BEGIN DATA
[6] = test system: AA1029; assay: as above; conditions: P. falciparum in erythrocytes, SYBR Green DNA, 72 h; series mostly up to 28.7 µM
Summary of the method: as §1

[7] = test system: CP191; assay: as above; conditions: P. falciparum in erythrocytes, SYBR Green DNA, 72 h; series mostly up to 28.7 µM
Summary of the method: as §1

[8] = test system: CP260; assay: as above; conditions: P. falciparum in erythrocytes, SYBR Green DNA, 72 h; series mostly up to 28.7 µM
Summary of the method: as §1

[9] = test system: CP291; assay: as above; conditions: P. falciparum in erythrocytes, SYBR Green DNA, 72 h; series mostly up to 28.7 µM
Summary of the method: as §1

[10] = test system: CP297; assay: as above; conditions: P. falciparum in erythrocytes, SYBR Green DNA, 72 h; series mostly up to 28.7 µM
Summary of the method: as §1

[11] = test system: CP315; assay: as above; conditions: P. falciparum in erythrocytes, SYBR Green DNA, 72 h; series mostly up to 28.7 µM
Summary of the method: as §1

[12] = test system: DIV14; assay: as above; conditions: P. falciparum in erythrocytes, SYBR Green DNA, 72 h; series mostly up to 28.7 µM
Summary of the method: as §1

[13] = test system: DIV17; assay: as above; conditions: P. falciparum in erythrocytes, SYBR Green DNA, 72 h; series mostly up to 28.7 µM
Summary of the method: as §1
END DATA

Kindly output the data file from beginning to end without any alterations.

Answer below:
[6] = test system: AA1029; assay: as above; conditions: P. falciparum in erythrocytes, SYBR Green DNA, 72 h; series mostly up to 28.7 µM
Summary of the method: as §1

[7] = test system: CP191; assay: as above; conditions: P. falciparum in erythrocytes, SYBR Green DNA, 72 h; series mostly up to 28.7 µM
Summary of the method: as §1

[8] = test system: CP260; assay: as above; conditions: P. falciparum in erythrocytes, SYBR Green DNA, 72 h; series mostly up to 28.7 µM
Summary of the method: as §1

[9] = test system: CP291; assay: as above; conditions: P. falciparum in erythrocytes, SYBR Green DNA, 72 h; series mostly up to 28.7 µM
Summary of the method: as §1

[10] = test system: CP297; assay: as above; conditions: P. falciparum in erythrocytes, SYBR Green DNA, 72 h; series mostly up to 28.7 µM
Summary of the method: as §1

[11] = test system: CP315; assay: as above; conditions: P. falciparum in erythrocytes, SYBR Green DNA, 72 h; series mostly up to 28.7 µM
Summary of the method: as §1

[12] = test system: DIV14; assay: as above; conditions: P. falciparum in erythrocytes, SYBR Green DNA, 72 h; series mostly up to 28.7 µM
Summary of the method: as §1

[13] = test system: DIV17; assay: as above; conditions: P. falciparum in erythrocytes, SYBR Green DNA, 72 h; series mostly up to 28.7 µM
Summary of the method: as §1